Omega truly has been a rightful contender for one of the most influential automatic movements of the last Century. Their 28.10RA PC was among the most sought movements of its time - overall, we're looking at a production volume likely north of 1.3mio. produced pieces. Photo Goldammer Archives.
From today's perspective the bumper-style movement is an oddity and something you won't really come across if you are not into vintage. We are all way more accustomed to the full-rotor concept and already a peripheral Microtor pops out like an NBA player among jockeys. However, the bumper movement has its rightful place in the annals of watchmaking history.
The full triad*** of automatic wristwatch winding mechanisms - the Full-Rotor (left, Rolex), the Bumper (middle, UG) & the Micro-Rotor (right, UG). Photo Goldammer Archives.
First, it was the original concept of wrist-worn automatic watches. Second, it became extremely popular due to Rolex's 20 year patent on the superior full-rotor winding mechanism. Third, because it seems that customers still valued the bumper technology highly - at least until the late 1950s and early 1960s - even when they had the choice. And finally, it's a real wrist experience! If you ever get the chance take that "hammer" automatic to your wrist and make the weight "bump" into the case. It's such a haptic experience, never again will you feel the same feedback from your watch.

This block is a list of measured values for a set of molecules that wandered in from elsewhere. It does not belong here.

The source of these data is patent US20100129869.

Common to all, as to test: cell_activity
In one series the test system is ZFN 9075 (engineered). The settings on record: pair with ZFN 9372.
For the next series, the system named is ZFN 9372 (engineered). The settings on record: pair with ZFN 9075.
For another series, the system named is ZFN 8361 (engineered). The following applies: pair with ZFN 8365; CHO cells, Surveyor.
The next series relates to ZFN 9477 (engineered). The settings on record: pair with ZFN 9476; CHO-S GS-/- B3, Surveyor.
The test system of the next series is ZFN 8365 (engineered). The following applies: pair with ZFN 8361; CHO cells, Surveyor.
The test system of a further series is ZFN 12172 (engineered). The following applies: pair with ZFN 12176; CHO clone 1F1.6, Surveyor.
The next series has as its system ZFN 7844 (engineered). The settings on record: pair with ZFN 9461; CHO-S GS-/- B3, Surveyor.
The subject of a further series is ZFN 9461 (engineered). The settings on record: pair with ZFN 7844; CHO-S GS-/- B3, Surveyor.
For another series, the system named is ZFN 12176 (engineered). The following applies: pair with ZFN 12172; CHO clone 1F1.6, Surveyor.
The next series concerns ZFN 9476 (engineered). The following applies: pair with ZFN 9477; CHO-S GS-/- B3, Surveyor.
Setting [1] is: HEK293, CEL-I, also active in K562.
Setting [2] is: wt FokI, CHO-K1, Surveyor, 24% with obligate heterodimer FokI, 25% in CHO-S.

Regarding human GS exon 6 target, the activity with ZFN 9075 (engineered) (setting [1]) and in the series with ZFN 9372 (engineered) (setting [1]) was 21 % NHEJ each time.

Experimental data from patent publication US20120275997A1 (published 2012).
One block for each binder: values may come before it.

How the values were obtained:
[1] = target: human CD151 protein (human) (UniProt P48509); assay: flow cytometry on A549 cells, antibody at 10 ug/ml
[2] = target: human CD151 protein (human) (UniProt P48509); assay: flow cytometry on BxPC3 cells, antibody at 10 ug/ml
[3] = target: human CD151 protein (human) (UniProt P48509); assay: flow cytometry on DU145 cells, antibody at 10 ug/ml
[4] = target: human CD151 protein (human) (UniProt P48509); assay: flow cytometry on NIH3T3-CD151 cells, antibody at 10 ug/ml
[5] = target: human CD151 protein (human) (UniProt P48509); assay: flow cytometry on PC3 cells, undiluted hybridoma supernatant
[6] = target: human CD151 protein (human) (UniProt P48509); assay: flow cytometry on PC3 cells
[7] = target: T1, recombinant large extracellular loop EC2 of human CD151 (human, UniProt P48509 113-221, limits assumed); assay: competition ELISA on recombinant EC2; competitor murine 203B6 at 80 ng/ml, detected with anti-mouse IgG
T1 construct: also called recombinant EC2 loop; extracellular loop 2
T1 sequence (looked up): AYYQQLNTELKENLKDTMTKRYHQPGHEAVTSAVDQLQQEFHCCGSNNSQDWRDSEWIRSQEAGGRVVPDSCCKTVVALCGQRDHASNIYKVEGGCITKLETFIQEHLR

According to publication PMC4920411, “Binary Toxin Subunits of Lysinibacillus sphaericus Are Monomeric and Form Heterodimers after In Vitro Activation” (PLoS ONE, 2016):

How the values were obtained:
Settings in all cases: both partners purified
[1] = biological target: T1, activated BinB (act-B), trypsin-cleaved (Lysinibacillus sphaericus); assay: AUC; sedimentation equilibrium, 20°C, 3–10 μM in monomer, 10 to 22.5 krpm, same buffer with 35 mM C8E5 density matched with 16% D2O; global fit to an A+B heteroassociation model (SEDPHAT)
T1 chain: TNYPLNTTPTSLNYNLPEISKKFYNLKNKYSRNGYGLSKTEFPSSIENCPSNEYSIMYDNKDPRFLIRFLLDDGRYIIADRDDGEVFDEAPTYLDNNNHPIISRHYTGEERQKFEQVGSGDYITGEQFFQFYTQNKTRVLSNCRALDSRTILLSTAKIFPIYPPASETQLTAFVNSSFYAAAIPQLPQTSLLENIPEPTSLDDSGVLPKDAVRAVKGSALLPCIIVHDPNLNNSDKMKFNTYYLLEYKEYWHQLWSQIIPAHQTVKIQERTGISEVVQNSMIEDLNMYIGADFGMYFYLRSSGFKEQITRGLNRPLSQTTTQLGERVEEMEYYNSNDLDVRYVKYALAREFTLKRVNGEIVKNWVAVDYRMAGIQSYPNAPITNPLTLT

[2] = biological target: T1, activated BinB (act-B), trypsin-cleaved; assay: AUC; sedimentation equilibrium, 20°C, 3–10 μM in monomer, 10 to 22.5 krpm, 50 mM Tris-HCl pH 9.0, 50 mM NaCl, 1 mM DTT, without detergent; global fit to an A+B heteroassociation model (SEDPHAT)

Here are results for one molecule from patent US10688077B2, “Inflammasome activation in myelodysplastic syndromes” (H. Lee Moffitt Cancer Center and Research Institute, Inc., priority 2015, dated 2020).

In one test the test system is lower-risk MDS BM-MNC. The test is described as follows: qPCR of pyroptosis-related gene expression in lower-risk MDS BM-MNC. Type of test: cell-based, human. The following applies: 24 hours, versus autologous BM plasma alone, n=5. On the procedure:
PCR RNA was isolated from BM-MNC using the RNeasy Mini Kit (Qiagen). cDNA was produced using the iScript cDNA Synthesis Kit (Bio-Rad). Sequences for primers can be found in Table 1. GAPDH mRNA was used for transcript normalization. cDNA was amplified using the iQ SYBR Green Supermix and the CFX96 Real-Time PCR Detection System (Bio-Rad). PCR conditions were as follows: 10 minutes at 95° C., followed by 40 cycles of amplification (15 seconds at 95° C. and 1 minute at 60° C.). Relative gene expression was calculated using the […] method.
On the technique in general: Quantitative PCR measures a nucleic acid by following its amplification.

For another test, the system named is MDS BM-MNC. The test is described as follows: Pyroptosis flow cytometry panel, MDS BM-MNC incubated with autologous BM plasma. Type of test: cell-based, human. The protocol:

* That is every brand except Longines (and maybe some others?)... The Saint-Imier manufacturer may have found a loop-hole in the patent or collaborated with Rolex on their full-rotor cal. 22AS launched already in 1945[13-14]. However, it is a mystery to me how Longines made this happen.
** Using data from a rather unconstrained public database is of course a critical endeavor that holds several limitations. No one can guarantee that all information provided are accurate. I rely on the law of big numbers here and argue that some uncertainties from single watches average out. Further, single brand biases will be rather stable over different vintages and trends over time might be more reliable than single gross comparisons between brands. But as with every piece of data be aware of the shortcomings.
*** There exist at least a fourth winding mechanism: The Peripheral Rotor. Hereby, the weight oscillates freely around the movement periphery without central fixation. Thus, the stem and crown had to be moved to the back of the watch. Patek Philippe for example patented the cal. 350 (1965) and used it sparsely (ref. 3569 is one example).
 How Watches Work: What is an Automatic Watch; Brandon Baines, Fratello;
 A Brief History of Time: Rolex Part I (1905-1945); Brandon Baines, Fratello;
 Jaeger-LeCoultre, Automatic Movements & the Power-Reserve; Marcus Siems, Goldammer Vintage Watches;
 Watch Movements: Omega 28.10RA PC; ranfft;
 Omega Watches and Their Movements; ChronoMaddox;
 Omega Constellation Reference Guide - The Pie-Pan Era; Marcus Siems, Goldammer Vintage Watches;
 An interesting page of JLC History: Automatic watches; Nicolas amanico, WatchProSite;
 JLC 476; WatchWiki;
 JLC 481; WatchWiki;
 Collector Guide Vacheron Constantin Time-Only Movements; Allen Farmelo, Beyond The Dial;
 Universal Geneve - History; Universal Geneve Info
 Chrono24 - Listings of Automatic watches (filter 1930-1959), extracted Oct. 09 2023; Karlsruhe, Germany;
 Watch Movements: Longines 22AS; ranfft;
 Tracing the horological heritage of Longines; Nico Bandl, SwissWatches Magazine;